The ship worms, more technically known as Teredo navalisThey are a curious species. And it is that, despite not measuring more than 2 centimeters in lengthThroughout history, they have endangered or directly caused a multitude of naval feats to fail.
They are true experts decomposing wood. Something like the termites of the sea. And of course, in the past this was the predominant material of the structures of the ships, so they destroyed lots of them, from the ships of the ancient greeks up to the fleet of Christopher Columbus.
But they have not only been primed with the boats. Any piece of wood that comes into contact with sea water is in danger of being shattered by you. And the most curious thing is that, to this day, scientists have no idea how they manage to destroy this material in such a way.
Scavengers and shipwreckers
Shipworms have among their victims favorite wrecks. It’s a bummer, because of the historical connotations of these submerged ships. But at least there was nothing to do with them. The problem is that they also attack those who are still afloat.
For example, in Christopher Columbus letters during his fourth trip (1502), referred to the existence of worms that ate up the structures of their ships, without the sailors being able to remove the water that filtered through the holes. He literally pointed out that he felt like his ship was sinking under him.
Furthermore, other illustrious explorers, such as Elcano, Magellan, or even the pirate Francis Drake, had similar experiences because of the shipworms.
But they not only affect ships, they were also architects of the docks destruction in the twentieth century and they are considered one of the main responsible for the fact that in the past the materials with which the dams were made were changed.
Nowadays, boats are also made with other materials that survive these worms. However, they are still starring economic losses for other reasons. But the most important thing is that they have a great influence on the modeling of ecosystems, both by promoting the bioerosion, as per the creation of new habitats and the intervention in the nutrient cycle.
Therefore, it is very important to try to know them, understand how they act and, starting with the basics, remember that, despite their name, shipworms are not worms.
What do we know about shipworms?
Shipworms are actually bivalve mollusks, like clams. However, their appearance led them to be popularly baptized as such.
They contain gills, through which the water passes from which they capture food. They can be algae, but mainly prefer timber. And if they don’t find it, the looking for, since they can pierce it, generating those tunnels that brought sailors upside down in the past.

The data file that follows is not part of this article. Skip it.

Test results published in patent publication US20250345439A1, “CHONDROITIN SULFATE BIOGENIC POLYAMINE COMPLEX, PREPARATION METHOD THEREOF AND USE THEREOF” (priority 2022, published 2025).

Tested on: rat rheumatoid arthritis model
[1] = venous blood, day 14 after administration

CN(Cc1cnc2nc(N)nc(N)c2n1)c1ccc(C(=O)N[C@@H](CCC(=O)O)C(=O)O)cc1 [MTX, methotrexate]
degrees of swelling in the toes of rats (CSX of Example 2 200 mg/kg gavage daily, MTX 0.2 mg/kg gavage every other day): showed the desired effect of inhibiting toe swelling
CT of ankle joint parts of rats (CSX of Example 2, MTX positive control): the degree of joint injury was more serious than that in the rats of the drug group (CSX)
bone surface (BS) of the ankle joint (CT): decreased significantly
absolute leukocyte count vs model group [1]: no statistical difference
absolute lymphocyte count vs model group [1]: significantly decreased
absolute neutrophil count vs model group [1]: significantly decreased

What is not known at present is how they achieve drill the wood. In fact, trying to understand it is the goal of a study, recently published in Frontiers in Microbiology. In it, the different options are analyzed.
The first theory was to think that, like termites, they had enzymes for it. Enzymes are proteins whose job is to increase the speed of chemical reactions. There are specific ones for different reactions and sometimes they are essential so that certain substances can be decomposed. For example, so that humans can break down the lactose in milk we have one, called lactase. Therefore, it is said that people who do not have this enzyme are lactose intolerant.
In the case of shipworms, they have enzymes to break down cellulose, but not the lignin, much more complex and difficult to digest. Therefore, this theory would be invalidated.
To find other possibilities, they have looked at other living beings capable of decomposing wood. Mainly in two. On the one hand, the gribble worm has proteins in your intestine that make make lignin more porous, so that the enzymes that break down cellulose can penetrate inside.
For another, some mushrooms they use reactive oxygen species, better known as ROS. These are molecules that have unpaired electrons in their outermost shell. The electrons seek to be paired, so they steal them from other molecules, for example those present in wood, causing changes in this that facilitate the work of certain intestinal enzymes that had not been able to eliminate lignin by themselves.
One of these two may be the modus operandi shipworms, although it will take more research to know for sure. What is clear is that understanding how it works can be very useful, since it could intervene in industrial processes to obtain energy from the excess wood. We can make shipworms our friends. If Christopher Columbus raised his head!